Easter is the season that Christians celebrate Christ’s victory over death. Good Friday signifies the day Jesus died, rising on the third day, Easter Monday.
Running all the way from Friday to Monday, the Easter holiday offers Kenyans the opportunity to take some time off to travel upcountry, spend more time with family, go to church and reflect on Christ’s sacrifice among other activities.
Read Also: Five things you didn’t know about Easter
However, a section of Kenyans celebrate their Easter in peculiar ways; it has nothing to do with Christ’s death and resurrection. Let’s have a look at some of them:
A section of Kenyans view the long holiday as an opportunity to indulge in alcohol at different watering holes across the country; a pubs and bars owners’ paradise.
Ironically, as Jesus died on Friday, posters of artistes performing at different clubs and pubs were awash across social media and on the streets.
The middle class in Nairobi typically use the time to travel to out-of-town excursions for a weekend full of drinking, kutoa lock and the process repeats itself.
“We’re celebrating Christ’s resurrection as we know best,” a sot told this writer.
In some instances, the child’s second term fees is paid via a chama loan since the money was repurposed for merry making during Easter.
If you were to omit nyama choma from a list of Kenyan culinary, it would be akin to committing treason.
No wonder Kenyans flock nyama chom joints during Easter to have their fill of roasted beef, goat meat or mutton. Who can resist the thought of juicy goat ribs with kachumbari and a hint of pepper?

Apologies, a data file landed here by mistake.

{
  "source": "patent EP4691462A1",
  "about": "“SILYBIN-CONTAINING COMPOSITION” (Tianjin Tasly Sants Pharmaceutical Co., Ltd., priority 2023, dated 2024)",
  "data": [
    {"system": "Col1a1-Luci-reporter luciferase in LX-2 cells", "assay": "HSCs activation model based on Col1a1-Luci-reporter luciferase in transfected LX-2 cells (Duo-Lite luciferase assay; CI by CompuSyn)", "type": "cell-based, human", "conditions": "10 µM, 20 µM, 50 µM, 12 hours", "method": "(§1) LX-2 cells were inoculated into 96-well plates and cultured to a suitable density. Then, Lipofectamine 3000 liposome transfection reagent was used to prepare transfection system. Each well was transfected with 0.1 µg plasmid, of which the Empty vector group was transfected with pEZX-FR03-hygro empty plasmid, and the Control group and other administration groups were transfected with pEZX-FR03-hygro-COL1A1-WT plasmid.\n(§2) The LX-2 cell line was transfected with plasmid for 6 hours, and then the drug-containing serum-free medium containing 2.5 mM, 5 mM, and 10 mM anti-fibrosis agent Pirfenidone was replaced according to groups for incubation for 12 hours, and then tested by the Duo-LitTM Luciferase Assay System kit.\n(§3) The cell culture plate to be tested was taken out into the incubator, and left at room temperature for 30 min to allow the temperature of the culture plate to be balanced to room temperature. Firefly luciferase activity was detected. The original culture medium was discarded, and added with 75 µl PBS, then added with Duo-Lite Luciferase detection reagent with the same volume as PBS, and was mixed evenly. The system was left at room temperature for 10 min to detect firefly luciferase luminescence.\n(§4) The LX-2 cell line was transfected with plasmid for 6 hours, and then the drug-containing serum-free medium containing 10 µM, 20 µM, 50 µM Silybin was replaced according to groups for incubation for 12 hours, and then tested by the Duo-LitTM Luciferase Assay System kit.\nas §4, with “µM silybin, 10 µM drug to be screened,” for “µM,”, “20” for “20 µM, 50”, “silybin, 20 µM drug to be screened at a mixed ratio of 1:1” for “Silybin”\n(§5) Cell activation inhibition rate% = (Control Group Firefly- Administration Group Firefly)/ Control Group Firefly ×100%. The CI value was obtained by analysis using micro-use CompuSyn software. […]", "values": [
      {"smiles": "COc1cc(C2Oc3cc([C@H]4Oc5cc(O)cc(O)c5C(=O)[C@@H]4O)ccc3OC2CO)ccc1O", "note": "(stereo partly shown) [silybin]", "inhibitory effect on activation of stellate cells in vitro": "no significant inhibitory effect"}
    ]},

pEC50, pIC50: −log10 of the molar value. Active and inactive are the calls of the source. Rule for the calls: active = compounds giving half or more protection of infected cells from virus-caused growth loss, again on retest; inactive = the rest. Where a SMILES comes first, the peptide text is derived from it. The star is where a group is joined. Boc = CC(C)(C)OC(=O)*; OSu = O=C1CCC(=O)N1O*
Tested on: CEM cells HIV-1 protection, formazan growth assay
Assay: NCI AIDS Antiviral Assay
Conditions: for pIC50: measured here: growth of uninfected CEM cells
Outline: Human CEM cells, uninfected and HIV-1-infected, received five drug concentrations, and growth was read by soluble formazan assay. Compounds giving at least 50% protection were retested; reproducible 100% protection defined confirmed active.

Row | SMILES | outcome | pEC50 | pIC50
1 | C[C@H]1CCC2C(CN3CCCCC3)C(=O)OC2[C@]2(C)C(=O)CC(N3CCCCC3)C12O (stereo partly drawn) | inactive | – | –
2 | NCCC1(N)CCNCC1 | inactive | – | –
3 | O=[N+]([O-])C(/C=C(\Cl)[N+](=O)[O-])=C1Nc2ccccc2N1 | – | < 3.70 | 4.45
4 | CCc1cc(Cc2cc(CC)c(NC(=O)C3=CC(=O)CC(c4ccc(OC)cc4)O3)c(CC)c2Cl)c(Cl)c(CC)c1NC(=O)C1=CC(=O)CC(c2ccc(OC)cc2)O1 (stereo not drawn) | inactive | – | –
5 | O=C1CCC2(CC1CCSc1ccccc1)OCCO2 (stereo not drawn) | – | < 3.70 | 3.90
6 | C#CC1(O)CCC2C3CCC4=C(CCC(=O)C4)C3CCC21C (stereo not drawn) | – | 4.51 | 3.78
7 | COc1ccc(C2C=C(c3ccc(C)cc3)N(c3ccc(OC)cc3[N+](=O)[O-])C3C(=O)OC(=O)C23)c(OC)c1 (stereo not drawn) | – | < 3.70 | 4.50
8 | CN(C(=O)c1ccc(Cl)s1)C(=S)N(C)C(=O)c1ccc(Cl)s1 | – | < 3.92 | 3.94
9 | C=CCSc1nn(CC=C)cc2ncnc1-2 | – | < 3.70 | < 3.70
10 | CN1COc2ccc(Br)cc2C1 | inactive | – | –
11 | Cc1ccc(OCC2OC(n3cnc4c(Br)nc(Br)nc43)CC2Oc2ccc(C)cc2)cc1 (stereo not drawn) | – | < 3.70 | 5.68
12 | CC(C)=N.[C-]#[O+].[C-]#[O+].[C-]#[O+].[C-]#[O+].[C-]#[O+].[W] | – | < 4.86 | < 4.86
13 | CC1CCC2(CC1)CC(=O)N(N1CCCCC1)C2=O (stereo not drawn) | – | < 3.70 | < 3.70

However, warnings have been issued over the health complications of consuming copious quantities of nyama choma in one sitting.
While health practitioners advice one to take a fist full of nyama choma a day, it’s not uncommon to see a Kenyan devour a kilogram of nyama choma by themselves.
According to The Bible, Jesus died to save mankind. Isn’t it then ironical that Kenyans destroy their health during the same period which they celebrate Christ’s saving act?
The number of unfaithful couples has arguably been on the rise in Kenya in recent years, given the never-ending reports in the media.
While some Kenyans view the long weekend as a chance to spend time with family, others view it as an opportunity for a getaway with their clandestine lovers.
‘Business’ trips are planned even months in advance to conveniently fall during Easter, providing free time for cheaters to get embroiled in illicit affairs.
If you were to observe entertainment joints during Easter, you might notice the increased number of men accompanied by significantly younger females frequenting the spots; ‘Sponsors’ are in full swing.
“Honey, the conference has been very busy,” the panting man in his 50s will text his wife as a young hand with red, stick-on fingernails wipes the sweat from his bald head.